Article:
Qantas is savaged by the consumer watchdog for not telling customers they were entitled to refunds for flights cancelled because of coronavirus
- Qantas cancelled scores of flights at the height of the coronavirus pandemic
- Hundreds of passengers complained that they were not offered cash refunds
- They claimed that they were told they could take credit, but not a proper refund
- Here’s how to help people impacted by Covid-19
The consumer watchdog has savaged Qantas for not telling customers they were entitled to refunds on flights cancelled as a result of the coronavirus.
The Australian Competition and Consumer Commission has received hundreds of complaints from passengers whose flights were suspended or cancelled because of travel restrictions but were given credit, not refunds.
‘From our perspective, from the outset, Qantas did not communicate clearly with customers about their rights and in a large number of cases, simply omitted they were entitled to a refund,’ ACCC chair Rod Sims said in a statement on Friday.
The consumer watchdog has savaged Qantas for not telling customers they were entitled to refunds on flights cancelled as a result of the coronavirus
‘In some cases, the ACCC considers Qantas’ emails may have encouraged these customers to cancel bookings themselves in order to receive a credit when many would have been eligible for a refund.’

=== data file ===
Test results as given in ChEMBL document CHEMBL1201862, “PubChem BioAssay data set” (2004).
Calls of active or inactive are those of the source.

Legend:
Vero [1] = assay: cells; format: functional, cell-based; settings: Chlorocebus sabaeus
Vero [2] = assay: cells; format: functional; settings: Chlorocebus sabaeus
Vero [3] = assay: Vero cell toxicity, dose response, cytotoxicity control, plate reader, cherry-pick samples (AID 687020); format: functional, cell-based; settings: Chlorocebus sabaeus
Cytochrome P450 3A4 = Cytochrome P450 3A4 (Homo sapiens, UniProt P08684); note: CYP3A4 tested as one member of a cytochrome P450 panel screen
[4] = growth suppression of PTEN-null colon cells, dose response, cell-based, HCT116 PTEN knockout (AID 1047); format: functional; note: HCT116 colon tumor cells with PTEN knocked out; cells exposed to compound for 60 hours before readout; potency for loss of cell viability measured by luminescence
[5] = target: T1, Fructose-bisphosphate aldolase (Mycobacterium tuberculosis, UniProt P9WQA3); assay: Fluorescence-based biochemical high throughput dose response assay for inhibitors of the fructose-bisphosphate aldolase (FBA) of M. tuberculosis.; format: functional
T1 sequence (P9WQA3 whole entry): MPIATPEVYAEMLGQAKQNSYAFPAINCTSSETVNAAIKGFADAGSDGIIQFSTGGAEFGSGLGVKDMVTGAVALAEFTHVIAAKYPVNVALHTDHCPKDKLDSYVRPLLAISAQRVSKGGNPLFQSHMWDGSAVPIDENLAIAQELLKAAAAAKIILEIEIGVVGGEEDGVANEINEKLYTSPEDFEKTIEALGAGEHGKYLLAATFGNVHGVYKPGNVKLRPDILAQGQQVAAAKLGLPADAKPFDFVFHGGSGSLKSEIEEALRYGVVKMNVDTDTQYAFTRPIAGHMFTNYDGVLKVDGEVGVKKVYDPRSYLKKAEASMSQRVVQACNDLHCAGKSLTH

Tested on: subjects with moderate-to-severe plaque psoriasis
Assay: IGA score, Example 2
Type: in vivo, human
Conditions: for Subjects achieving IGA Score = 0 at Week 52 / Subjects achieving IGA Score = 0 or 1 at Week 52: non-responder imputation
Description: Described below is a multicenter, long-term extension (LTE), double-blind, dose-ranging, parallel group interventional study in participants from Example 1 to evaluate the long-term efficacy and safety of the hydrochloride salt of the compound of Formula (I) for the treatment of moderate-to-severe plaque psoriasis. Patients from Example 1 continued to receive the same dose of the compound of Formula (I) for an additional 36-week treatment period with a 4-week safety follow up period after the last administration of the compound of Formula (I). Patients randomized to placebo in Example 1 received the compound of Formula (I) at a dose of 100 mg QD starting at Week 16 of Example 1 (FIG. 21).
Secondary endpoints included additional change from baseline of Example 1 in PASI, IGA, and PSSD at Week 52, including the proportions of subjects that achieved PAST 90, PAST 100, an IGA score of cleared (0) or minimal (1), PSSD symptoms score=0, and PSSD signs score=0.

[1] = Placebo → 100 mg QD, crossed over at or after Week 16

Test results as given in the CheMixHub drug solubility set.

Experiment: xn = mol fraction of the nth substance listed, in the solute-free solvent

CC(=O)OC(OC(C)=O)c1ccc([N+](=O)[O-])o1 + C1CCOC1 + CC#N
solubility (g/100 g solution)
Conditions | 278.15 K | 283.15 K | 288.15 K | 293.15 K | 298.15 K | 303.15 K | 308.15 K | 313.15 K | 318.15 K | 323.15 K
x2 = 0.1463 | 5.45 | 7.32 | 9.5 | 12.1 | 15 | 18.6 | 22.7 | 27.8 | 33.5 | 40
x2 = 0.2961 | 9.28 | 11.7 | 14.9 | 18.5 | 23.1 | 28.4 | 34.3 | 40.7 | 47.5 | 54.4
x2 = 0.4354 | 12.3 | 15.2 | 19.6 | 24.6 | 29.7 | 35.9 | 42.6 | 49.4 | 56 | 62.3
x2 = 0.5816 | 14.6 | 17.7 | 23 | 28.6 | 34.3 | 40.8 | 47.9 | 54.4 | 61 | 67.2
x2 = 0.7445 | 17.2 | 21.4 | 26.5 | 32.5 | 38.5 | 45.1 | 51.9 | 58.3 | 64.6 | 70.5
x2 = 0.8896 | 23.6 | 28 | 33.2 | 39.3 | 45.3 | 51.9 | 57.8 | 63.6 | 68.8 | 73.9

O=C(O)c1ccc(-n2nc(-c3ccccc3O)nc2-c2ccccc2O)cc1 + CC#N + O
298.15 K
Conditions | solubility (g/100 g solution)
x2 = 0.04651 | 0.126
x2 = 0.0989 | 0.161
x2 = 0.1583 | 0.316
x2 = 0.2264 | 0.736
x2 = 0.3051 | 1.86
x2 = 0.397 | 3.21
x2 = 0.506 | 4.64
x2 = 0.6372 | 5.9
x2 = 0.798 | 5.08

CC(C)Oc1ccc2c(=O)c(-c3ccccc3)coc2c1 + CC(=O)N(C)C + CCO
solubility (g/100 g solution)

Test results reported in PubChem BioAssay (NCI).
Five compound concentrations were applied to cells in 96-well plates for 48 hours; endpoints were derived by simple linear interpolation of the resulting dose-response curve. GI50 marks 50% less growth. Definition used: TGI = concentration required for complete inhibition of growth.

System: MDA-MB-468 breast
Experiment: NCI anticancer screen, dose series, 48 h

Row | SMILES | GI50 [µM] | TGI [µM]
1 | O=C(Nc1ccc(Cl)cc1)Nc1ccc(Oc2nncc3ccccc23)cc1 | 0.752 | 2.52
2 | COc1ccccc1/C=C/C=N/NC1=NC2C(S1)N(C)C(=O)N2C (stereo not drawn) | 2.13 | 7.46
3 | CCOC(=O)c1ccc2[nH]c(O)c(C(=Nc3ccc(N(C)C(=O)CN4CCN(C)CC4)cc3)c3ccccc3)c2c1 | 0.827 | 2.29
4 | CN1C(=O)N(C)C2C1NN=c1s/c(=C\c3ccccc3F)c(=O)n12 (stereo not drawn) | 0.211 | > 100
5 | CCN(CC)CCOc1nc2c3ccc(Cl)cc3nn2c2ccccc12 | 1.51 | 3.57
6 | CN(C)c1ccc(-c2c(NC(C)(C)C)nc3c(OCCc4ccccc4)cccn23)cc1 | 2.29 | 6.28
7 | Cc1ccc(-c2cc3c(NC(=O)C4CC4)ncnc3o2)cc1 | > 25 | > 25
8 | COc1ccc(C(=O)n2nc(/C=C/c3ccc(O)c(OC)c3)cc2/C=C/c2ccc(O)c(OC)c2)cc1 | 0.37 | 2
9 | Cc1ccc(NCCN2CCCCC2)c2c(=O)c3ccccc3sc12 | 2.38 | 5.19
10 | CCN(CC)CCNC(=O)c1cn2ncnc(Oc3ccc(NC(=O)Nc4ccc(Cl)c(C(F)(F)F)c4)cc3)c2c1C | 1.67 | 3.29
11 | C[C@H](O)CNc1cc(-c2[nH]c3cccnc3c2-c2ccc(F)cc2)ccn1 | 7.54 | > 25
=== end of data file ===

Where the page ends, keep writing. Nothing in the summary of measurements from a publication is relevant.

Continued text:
Mr Sims said a new email Qantas has sent to customers in recent days – to ‘remind’ customers about their refund rights – came after weeks of pressure from the ACCC.
But the watchdog said even that ‘is not particularly clear’.
‘… I think that customers can and should expect better from Qantas, particularly when many of those customers may be out of work or experiencing financial hardship,’ Mr Sims said.
‘If any customer in this situation is unhappy with receiving a credit, or no longer wants one due to continuing uncertainty about when flights will resume, we strongly encourage them to contact Qantas and seek a refund.’
Qantas said it did not think it’s initial advice to customers was unclear.
‘But we’ve written again to a group of customers in the window of time that the ACCC is concerned about to make sure they know what alternatives are available to them,’ the airline said in a statement.
‘We hope the ACCC is not inferring that we haven’t done the right thing by our customers, particularly given the efforts we have made to manage an exceptional level of upheaval.’
The dressing down comes as Qantas and its subsidiary Jetstar try to reboot domestic travel by offering cut-price airfares and bonus points for frequent flyers.
Jetstar is offering 10,000 one-way fares for $19 on 22 routes, including Melbourne to Sydney, Sydney to Gold Coast, Melbourne to Ballina, Brisbane to Whitsunday Coast and Adelaide to Cairns.
Other routes have also been discounted but not to the same extent.
Qantas is offering triple points for frequent flyers on all routes, and customers of both airlines will also be given more flexibility to change flight dates without being hit with fees, the airlines said in a statement on Friday.